UK scientists say a switch to organic farming across England and Wales could reduce greenhouse gas emissions, but could also reduce yields.

They also found if that shortfall was made up by growing organic food overseas, it would take up five times the area of land currently used for food production in England and Wales, and increase the total greenhouse gases released by 1.7 times overall.

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An assessment of changes to greenhouse gas emissions if England and Wales shifted completely to organic food production was presented in Nature Communications.


The study suggested that emissions would be reduced as a result of organic farming, but when increased land use abroad is factored in to compensate for decreased domestic production, net emissions would rise.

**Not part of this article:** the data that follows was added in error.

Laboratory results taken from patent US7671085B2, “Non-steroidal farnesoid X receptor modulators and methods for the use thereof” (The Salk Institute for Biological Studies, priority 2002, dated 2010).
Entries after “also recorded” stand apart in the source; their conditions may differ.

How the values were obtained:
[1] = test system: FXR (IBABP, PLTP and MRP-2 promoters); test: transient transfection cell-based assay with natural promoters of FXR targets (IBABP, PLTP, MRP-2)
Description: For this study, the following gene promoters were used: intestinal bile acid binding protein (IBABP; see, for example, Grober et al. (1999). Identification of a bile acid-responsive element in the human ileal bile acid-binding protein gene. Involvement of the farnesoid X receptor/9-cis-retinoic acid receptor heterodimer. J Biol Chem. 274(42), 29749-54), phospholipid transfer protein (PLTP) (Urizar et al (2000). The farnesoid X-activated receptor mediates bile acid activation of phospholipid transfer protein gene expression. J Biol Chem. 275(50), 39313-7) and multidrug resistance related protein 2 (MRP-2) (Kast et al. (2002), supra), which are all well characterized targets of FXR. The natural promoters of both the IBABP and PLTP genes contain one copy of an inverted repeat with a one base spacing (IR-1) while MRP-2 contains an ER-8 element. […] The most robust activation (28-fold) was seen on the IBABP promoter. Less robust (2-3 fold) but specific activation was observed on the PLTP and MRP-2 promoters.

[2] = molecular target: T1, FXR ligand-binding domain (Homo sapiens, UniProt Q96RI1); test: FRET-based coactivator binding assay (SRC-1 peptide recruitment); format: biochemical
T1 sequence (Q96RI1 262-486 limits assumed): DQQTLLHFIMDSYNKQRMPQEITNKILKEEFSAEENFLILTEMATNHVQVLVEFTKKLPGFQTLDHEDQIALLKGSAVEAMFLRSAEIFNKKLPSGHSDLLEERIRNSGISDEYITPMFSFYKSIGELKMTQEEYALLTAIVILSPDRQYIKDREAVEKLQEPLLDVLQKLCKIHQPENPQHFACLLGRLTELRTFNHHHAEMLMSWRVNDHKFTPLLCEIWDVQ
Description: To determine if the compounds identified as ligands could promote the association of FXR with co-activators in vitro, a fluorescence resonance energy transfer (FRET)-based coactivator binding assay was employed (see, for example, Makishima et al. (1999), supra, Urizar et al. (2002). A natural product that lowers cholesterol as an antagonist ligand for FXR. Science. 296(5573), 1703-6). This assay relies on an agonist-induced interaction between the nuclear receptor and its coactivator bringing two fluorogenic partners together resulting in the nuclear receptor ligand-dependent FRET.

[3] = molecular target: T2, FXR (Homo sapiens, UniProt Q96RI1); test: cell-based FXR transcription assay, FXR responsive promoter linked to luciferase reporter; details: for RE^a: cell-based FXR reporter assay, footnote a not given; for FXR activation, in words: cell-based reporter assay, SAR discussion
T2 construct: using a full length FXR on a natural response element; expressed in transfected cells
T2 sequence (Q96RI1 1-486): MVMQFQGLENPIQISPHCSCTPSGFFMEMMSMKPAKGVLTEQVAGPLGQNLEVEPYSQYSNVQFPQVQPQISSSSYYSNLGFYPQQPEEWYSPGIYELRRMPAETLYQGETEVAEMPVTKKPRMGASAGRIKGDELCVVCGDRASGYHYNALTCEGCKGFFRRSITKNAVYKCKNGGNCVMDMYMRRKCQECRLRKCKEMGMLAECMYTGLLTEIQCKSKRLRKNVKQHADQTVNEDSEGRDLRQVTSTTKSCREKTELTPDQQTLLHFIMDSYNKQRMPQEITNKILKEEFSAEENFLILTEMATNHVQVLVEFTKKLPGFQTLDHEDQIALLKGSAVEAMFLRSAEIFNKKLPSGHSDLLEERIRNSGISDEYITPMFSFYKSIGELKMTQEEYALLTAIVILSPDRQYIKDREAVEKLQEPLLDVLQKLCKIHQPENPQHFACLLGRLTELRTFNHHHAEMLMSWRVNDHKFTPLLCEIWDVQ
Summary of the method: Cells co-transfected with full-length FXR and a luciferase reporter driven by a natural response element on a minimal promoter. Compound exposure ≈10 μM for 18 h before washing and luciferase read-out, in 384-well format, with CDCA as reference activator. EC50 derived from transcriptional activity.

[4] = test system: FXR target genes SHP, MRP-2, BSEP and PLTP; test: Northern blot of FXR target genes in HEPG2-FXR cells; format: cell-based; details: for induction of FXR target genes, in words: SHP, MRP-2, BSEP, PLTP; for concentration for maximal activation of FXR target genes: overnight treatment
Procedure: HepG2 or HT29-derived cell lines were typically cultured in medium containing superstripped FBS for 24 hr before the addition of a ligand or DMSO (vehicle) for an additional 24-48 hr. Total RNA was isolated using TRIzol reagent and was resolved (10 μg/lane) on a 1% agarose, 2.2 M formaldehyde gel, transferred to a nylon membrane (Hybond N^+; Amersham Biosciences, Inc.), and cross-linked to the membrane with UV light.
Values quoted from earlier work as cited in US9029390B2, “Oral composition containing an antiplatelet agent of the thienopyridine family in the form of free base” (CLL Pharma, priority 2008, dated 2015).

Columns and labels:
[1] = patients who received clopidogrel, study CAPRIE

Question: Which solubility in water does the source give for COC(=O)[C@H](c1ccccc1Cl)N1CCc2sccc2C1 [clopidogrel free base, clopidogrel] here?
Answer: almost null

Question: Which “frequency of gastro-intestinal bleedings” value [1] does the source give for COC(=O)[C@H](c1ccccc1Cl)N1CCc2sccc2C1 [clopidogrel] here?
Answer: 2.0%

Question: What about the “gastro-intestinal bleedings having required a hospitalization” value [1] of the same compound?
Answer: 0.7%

Guy Kirk and colleagues assessed the consequences for net greenhouse gas emissions of a 100 per cent shift to organic food production in England and Wales using life cycle assessments.

The authors found that compared with conventional farming, organic production would lead to a reduction in emissions of 20 per cent for crops and 4 per cent for livestock.

However, they predict that a complete shift to organic farming could produce shortfalls in production of most agricultural products of the order of 40 per cent.

They estimate that the area of overseas land needed to make up for the shortfalls is nearly five times that currently used for food for England and Wales.

Based on their analyses, the authors suggested that this could lead to a net increase in emissions of 1.7 times current levels.

Given the contribution livestock farming makes to greenhouse gas emissions, the authors argued that reducing meat consumption could play an important role, and release land for crops for human consumption and carbon storage.

However, it is unlikely that there exists any single approach to achieve environmentally sustainable food production, they concluded.


The research was funded by The Organic Research Centre, Engineering and Physical Sciences Research Council (EPSRC) and Ratcliff Foundation.